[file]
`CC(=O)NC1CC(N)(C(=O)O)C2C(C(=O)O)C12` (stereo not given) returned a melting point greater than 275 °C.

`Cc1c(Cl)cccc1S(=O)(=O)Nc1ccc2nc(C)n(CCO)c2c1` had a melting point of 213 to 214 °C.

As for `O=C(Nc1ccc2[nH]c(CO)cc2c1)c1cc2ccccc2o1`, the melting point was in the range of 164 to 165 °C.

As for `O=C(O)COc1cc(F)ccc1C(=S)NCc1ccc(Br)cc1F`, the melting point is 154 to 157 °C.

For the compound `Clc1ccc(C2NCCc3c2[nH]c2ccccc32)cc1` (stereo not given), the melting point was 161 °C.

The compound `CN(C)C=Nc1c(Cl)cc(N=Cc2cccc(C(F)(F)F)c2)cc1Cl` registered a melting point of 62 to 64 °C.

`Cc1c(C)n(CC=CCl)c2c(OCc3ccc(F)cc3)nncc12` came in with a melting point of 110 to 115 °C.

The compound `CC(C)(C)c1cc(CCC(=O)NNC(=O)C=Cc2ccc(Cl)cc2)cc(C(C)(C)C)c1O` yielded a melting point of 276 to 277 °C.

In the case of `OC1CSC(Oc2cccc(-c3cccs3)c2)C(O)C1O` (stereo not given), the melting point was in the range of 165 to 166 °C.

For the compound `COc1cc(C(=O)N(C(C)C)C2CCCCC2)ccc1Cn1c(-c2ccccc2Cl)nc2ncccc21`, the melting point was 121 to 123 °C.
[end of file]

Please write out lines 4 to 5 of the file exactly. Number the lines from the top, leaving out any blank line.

As for `O=C(O)COc1cc(F)ccc1C(=S)NCc1ccc(Br)cc1F`, the melting point is 154 to 157 °C.

For the compound `Clc1ccc(C2NCCc3c2[nH]c2ccccc32)cc1` (stereo not given), the melting point was 161 °C.